Launch of the Global Estimates on Modern Slavery and Child Labour

  • Speech, check against delivery

Good evening Excellencies, distinguished delegates, ladies and gentlemen.

It is an unpalatable truth that forced labour, modern slavery, and human trafficking are rampant in the world today.

Australia has strongly committed to working with the international community to address these egregious crimes, urgently.

We have staunchly supported implementation of Alliance 8.7 as a vehicle to accelerate coordinated global action to tackle these abuses and crimes.

At Leaders' Week last year, I was present to help launch the Alliance. Twelve months later, I am delighted to see the fruits of our collective efforts to progress Target 8.7 of the 2030 Sustainable Development Goals.

This evening I acknowledge and applaud the UN agencies and the Walk Free Foundation on the release of the new 2017 Global Estimates on Forced Labour and Modern Slavery and Child Labour. Andrew and Nicola Forrest of Walk Free join us here tonight.

The statistics are truly shocking. The new Estimates are vital products to benchmark progress and inform effective policy making.

However, one person trafficked or enslaved is one person too many.

Australia has a long history of regional and global leadership on issues concerning people trafficking, people smuggling and related transnational crime, particularly through the Bali Process.

Last month, with co-Chair, Indonesian Foreign Minister HE Retno Marsudi, we launched the world's first regional business-government partnership to address modern slavery. The business side was co-chaired by Mr Andrew Forrest AO from Australia, Chairman of Fortescue Metals Group and Walk Free, and Mr Eddy Sariaatmadja from Indonesia, founder and Chairman of Emtek. Both Andrew and Eddy are committed to corporate responsibility and accountability, and share a history of generous philanthropy. They were the most ideal choices for co-chairs.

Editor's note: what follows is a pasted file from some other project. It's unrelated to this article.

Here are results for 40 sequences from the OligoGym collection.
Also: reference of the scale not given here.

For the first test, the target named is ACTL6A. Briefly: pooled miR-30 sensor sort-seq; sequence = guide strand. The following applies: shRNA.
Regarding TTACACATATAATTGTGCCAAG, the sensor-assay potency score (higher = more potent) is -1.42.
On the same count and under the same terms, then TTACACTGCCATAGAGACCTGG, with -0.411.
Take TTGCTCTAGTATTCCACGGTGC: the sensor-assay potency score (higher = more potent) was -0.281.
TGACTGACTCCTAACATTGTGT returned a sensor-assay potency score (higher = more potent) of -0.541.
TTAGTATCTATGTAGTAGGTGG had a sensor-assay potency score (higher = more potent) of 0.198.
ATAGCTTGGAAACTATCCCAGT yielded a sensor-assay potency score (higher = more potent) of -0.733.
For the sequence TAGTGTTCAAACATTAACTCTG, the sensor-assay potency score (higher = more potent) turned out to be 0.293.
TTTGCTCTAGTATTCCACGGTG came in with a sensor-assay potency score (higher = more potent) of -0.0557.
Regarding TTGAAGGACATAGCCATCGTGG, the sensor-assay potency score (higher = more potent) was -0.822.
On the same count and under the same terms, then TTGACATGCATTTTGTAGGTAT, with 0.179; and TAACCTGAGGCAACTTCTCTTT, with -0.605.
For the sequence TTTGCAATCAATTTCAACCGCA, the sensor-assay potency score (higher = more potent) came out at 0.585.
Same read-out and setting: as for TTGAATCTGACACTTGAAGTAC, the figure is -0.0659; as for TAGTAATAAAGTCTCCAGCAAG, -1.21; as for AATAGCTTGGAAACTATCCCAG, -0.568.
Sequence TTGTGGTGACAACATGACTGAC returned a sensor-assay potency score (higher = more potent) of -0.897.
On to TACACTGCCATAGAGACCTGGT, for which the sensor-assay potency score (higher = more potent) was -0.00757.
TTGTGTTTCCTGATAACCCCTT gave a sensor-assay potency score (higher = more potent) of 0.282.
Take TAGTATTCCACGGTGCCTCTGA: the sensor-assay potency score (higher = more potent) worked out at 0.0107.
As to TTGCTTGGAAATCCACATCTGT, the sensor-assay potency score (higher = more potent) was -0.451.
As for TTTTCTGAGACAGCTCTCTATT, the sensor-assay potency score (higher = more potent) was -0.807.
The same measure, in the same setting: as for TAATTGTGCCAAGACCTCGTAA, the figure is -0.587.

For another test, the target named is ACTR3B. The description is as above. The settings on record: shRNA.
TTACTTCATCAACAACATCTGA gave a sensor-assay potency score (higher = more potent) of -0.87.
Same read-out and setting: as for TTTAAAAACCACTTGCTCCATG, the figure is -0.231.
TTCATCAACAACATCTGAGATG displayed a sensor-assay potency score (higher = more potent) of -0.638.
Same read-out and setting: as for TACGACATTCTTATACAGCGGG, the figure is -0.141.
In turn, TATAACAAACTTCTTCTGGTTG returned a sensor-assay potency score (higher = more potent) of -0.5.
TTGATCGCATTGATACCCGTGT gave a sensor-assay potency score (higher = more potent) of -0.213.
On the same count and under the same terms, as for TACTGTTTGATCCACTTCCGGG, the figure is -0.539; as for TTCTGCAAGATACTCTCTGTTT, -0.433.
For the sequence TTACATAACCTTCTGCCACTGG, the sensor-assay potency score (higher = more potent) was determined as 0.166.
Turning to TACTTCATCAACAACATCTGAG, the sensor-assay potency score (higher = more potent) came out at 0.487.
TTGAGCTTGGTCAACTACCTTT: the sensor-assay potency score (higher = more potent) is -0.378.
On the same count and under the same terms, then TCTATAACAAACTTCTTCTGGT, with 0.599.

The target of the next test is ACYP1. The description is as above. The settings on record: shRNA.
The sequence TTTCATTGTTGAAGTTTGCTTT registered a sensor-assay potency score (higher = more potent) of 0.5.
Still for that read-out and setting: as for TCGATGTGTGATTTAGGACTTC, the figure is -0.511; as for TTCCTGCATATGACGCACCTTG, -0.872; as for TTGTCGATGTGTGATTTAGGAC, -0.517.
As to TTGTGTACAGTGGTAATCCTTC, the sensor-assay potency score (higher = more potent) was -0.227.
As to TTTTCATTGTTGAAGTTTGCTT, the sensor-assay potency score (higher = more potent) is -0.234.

The Forum was embraced by all Bali Process member nations and was attended by 37 Bali Process member countries, including 24 Ministers, and over 30 business leaders.

There was a strong spirit of cooperation, with businesses and governments welcoming the intent of the Forum.

The Forum agreed a business-led Work Plan under which business will develop proposals for practical steps governments and businesses can take to eliminate modern slavery, to be presented at next year's Bali Process Ministerial meeting, taking place in Indonesia. The emphasis is on government and business partnership.

Priority areas will include ethical employment, supply chain transparency, and safeguards and redress mechanisms.

When government and business work together, we can accelerate progress in eliminating modern slavery, forced labour and child labour.

This is an historic outcome in a region estimated by the ILO to contain over 56 per cent of the world's people subject to forced labour.

Australia continues to focus on safe migration and combating human trafficking as a core part of our preventative approach.

In December 2016, I renewed our commitment to a further funding of $20 million over ten years for the TRIANGLE in ASEAN program, delivered in partnership with the ILO.

This program sits alongside our other flagship investment to build and strengthen criminal justice responses to human trafficking, the $50 million Australia-Asia Program to Combat Trafficking in Persons. Through this investment, we assist countries in the region to implement obligations under the 2015 ASEAN Convention on Trafficking in Persons and its Plan of Action.

Domestically, I'm pleased to say Australia is committed to working with the business community to combat modern slavery in the supply chains of goods and services. Just now, I have advised UK Prime Minister, Theresa May, that the Australian Government has confirmed we will introduce modern slavery legislation, similar to the UK. It will require large Australian businesses to publish annual statements outlining their actions to address modern slavery in their supply chains.

I am pleased to represent Australia at this event and reaffirm our commitment to stand together with Alliance 8.7 partners to combat modern slavery, forced labour and child labour.

I applaud the vital evidence base provided by the new Global Estimates launched here this evening.

Modern slavery, forced labour and child labour are an affront to our collective humanity.

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